AP US History
Following the culmination of the Civil War, issues regarding the restoration of seceded states to the Union, the emancipation of slaves, and the overall re-development of political institutions in the nation prevailed. The idea of Reconstruction was proposed to political officials in late 1865, when the effects of the tumultuous Civil War were at its most devastating. The various enactments of the period were deemed void and not actively enforced. Democratic and Republican political parties refused to meet resolutions, imperative to the reconstruction of the nation’s governmental structure. The economy was in an absolute distress, and emancipated blacks faced considerable amounts of opposition. Social, economic, and political policies instituted during the Reconstruction Era are deemed failures due to the burden of racial segregation, economic distress, party discrepancies, and the lack of effective enforcement.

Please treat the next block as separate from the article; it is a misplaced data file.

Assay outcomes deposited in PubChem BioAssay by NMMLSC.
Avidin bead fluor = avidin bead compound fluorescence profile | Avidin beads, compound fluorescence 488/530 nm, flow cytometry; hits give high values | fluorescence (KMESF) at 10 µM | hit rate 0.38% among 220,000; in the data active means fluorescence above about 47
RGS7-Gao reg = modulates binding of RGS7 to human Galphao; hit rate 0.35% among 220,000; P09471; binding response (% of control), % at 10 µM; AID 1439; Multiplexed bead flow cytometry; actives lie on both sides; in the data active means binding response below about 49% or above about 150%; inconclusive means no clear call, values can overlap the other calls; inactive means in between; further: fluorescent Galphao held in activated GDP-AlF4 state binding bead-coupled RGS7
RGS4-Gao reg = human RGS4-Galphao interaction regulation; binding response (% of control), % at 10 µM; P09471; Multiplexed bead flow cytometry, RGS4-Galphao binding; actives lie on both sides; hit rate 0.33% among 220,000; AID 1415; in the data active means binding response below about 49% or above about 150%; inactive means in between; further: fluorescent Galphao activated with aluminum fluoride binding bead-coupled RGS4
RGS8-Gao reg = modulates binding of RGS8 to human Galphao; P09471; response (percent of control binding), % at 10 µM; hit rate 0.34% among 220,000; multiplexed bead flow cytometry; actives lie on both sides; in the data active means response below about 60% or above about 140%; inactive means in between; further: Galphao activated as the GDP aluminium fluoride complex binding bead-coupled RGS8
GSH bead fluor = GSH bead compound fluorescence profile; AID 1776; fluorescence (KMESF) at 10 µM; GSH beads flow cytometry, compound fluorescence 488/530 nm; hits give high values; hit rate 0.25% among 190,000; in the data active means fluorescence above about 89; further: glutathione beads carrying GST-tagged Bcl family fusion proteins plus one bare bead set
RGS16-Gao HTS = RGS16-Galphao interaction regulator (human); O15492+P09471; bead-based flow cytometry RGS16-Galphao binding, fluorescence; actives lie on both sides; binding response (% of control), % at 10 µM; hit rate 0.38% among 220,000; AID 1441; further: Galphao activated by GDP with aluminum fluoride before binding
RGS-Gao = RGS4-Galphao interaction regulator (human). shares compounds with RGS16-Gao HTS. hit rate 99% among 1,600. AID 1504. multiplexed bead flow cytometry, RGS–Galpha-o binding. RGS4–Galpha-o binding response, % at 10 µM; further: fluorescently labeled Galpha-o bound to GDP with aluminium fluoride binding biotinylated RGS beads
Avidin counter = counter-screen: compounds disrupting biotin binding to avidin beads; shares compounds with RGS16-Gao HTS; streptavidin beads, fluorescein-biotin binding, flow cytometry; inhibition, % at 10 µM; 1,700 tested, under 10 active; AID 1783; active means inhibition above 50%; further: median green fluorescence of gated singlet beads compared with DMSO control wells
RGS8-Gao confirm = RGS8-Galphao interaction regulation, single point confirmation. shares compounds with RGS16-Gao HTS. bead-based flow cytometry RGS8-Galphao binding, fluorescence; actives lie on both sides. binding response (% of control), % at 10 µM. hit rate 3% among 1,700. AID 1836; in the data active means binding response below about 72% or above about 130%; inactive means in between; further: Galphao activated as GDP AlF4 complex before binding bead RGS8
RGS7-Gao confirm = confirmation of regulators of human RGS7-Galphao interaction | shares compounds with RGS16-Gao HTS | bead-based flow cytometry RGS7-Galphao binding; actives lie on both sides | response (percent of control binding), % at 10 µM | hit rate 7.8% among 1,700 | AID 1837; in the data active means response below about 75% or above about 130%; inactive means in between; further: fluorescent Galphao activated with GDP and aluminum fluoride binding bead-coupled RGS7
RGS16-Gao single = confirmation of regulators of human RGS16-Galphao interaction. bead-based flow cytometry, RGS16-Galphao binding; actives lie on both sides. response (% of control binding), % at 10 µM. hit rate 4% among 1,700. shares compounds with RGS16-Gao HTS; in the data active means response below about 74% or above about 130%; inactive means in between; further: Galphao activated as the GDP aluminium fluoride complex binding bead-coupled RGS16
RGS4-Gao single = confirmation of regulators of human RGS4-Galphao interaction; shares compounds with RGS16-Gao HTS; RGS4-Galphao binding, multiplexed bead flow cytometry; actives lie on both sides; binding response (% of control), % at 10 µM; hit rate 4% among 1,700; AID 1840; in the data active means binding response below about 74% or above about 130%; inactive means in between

In 1865, Amendment Thirteen of the United States was ratified. The article states that all slaves residing in the nation or any of its corresponding territories are deemed emancipated. (Document A) Though the article does publicly mandate emancipation, it fails in successfully granting freedom to previous slaves. Southern states imposed “black codes” upon the newly freedmen. These diminishing codes restricted various activities and behaviors of the black community. Many included the prevention of interracial marriage, black testaments against whites in court of law, and jobs outside of agriculture. Clearly, the Thirteenth Amendment was not strictly imposed upon the once rebellious southern states. Three years later, congress decided to enact another article that would annul the previously mandated Dred Scott Decision of 1957, which states that blacks could not be legal citizens. This newly established document was titled the Fourteenth Amendment. The amendment itself stated that all persons born or naturalized in...
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